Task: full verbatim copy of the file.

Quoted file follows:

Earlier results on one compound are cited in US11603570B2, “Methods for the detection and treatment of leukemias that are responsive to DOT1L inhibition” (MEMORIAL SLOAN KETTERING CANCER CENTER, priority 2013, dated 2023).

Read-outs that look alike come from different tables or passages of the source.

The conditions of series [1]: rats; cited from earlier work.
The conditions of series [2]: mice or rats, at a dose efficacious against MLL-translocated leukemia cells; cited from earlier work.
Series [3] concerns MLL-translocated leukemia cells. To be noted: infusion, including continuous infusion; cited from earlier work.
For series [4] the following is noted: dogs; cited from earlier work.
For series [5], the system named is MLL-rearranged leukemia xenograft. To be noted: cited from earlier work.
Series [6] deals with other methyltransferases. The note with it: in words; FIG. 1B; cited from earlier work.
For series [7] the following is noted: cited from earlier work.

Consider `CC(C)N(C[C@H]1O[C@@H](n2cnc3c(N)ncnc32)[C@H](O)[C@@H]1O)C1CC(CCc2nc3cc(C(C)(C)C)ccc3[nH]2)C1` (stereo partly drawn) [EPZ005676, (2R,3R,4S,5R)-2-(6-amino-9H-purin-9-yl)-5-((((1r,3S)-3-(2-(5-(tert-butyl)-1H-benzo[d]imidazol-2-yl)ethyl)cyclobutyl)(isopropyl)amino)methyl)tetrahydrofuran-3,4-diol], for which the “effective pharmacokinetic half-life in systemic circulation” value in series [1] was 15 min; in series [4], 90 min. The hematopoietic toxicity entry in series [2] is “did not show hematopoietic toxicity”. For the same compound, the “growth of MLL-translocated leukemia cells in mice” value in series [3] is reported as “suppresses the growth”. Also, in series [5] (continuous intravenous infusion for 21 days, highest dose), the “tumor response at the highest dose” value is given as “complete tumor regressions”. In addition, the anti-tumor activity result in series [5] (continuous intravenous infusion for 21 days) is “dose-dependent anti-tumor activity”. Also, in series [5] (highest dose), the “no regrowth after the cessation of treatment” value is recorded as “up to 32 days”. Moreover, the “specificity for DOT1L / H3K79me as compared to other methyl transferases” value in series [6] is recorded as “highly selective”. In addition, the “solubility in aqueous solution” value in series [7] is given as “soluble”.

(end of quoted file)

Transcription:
Earlier results on one compound are cited in US11603570B2, “Methods for the detection and treatment of leukemias that are responsive to DOT1L inhibition” (MEMORIAL SLOAN KETTERING CANCER CENTER, priority 2013, dated 2023).

Read-outs that look alike come from different tables or passages of the source.

The conditions of series [1]: rats; cited from earlier work.
The conditions of series [2]: mice or rats, at a dose efficacious against MLL-translocated leukemia cells; cited from earlier work.
Series [3] concerns MLL-translocated leukemia cells. To be noted: infusion, including continuous infusion; cited from earlier work.
For series [4] the following is noted: dogs; cited from earlier work.
For series [5], the system named is MLL-rearranged leukemia xenograft. To be noted: cited from earlier work.
Series [6] deals with other methyltransferases. The note with it: in words; FIG. 1B; cited from earlier work.
For series [7] the following is noted: cited from earlier work.

Consider `CC(C)N(C[C@H]1O[C@@H](n2cnc3c(N)ncnc32)[C@H](O)[C@@H]1O)C1CC(CCc2nc3cc(C(C)(C)C)ccc3[nH]2)C1` (stereo partly drawn) [EPZ005676, (2R,3R,4S,5R)-2-(6-amino-9H-purin-9-yl)-5-((((1r,3S)-3-(2-(5-(tert-butyl)-1H-benzo[d]imidazol-2-yl)ethyl)cyclobutyl)(isopropyl)amino)methyl)tetrahydrofuran-3,4-diol], for which the “effective pharmacokinetic half-life in systemic circulation” value in series [1] was 15 min; in series [4], 90 min. The hematopoietic toxicity entry in series [2] is “did not show hematopoietic toxicity”. For the same compound, the “growth of MLL-translocated leukemia cells in mice” value in series [3] is reported as “suppresses the growth”. Also, in series [5] (continuous intravenous infusion for 21 days, highest dose), the “tumor response at the highest dose” value is given as “complete tumor regressions”. In addition, the anti-tumor activity result in series [5] (continuous intravenous infusion for 21 days) is “dose-dependent anti-tumor activity”. Also, in series [5] (highest dose), the “no regrowth after the cessation of treatment” value is recorded as “up to 32 days”. Moreover, the “specificity for DOT1L / H3K79me as compared to other methyl transferases” value in series [6] is recorded as “highly selective”. In addition, the “solubility in aqueous solution” value in series [7] is given as “soluble”.